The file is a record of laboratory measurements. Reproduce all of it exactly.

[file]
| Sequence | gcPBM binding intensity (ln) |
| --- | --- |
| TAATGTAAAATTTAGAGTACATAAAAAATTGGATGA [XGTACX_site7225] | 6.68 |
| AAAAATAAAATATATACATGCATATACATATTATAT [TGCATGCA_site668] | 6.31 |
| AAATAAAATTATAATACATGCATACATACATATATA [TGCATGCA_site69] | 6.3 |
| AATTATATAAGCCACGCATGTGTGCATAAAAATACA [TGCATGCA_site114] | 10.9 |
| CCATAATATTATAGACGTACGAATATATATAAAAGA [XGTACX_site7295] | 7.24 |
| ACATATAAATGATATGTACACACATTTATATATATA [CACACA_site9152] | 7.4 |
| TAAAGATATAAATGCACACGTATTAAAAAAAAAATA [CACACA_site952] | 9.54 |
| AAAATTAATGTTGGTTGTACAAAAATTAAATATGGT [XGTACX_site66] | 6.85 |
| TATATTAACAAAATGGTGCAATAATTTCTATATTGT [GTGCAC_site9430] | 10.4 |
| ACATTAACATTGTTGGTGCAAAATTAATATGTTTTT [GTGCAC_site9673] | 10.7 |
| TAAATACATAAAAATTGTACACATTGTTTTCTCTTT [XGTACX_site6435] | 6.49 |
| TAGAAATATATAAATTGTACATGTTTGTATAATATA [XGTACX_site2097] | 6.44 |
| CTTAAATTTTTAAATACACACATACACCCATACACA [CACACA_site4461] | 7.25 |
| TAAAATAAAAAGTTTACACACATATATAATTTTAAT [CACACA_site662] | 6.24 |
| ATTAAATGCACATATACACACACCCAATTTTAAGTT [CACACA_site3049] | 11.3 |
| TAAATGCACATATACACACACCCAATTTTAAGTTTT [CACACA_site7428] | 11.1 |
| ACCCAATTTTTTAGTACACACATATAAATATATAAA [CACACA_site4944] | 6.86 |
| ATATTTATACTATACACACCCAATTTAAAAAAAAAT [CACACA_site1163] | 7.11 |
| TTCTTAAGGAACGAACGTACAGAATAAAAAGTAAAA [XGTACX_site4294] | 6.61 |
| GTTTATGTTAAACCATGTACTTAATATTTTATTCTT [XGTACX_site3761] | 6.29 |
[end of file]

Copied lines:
| Sequence | gcPBM binding intensity (ln) |
| --- | --- |
| TAATGTAAAATTTAGAGTACATAAAAAATTGGATGA [XGTACX_site7225] | 6.68 |
| AAAAATAAAATATATACATGCATATACATATTATAT [TGCATGCA_site668] | 6.31 |
| AAATAAAATTATAATACATGCATACATACATATATA [TGCATGCA_site69] | 6.3 |
| AATTATATAAGCCACGCATGTGTGCATAAAAATACA [TGCATGCA_site114] | 10.9 |
| CCATAATATTATAGACGTACGAATATATATAAAAGA [XGTACX_site7295] | 7.24 |
| ACATATAAATGATATGTACACACATTTATATATATA [CACACA_site9152] | 7.4 |
| TAAAGATATAAATGCACACGTATTAAAAAAAAAATA [CACACA_site952] | 9.54 |
| AAAATTAATGTTGGTTGTACAAAAATTAAATATGGT [XGTACX_site66] | 6.85 |
| TATATTAACAAAATGGTGCAATAATTTCTATATTGT [GTGCAC_site9430] | 10.4 |
| ACATTAACATTGTTGGTGCAAAATTAATATGTTTTT [GTGCAC_site9673] | 10.7 |
| TAAATACATAAAAATTGTACACATTGTTTTCTCTTT [XGTACX_site6435] | 6.49 |
| TAGAAATATATAAATTGTACATGTTTGTATAATATA [XGTACX_site2097] | 6.44 |
| CTTAAATTTTTAAATACACACATACACCCATACACA [CACACA_site4461] | 7.25 |
| TAAAATAAAAAGTTTACACACATATATAATTTTAAT [CACACA_site662] | 6.24 |
| ATTAAATGCACATATACACACACCCAATTTTAAGTT [CACACA_site3049] | 11.3 |
| TAAATGCACATATACACACACCCAATTTTAAGTTTT [CACACA_site7428] | 11.1 |
| ACCCAATTTTTTAGTACACACATATAAATATATAAA [CACACA_site4944] | 6.86 |
| ATATTTATACTATACACACCCAATTTAAAAAAAAAT [CACACA_site1163] | 7.11 |
| TTCTTAAGGAACGAACGTACAGAATAAAAAGTAAAA [XGTACX_site4294] | 6.61 |
| GTTTATGTTAAACCATGTACTTAATATTTTATTCTT [XGTACX_site3761] | 6.29 |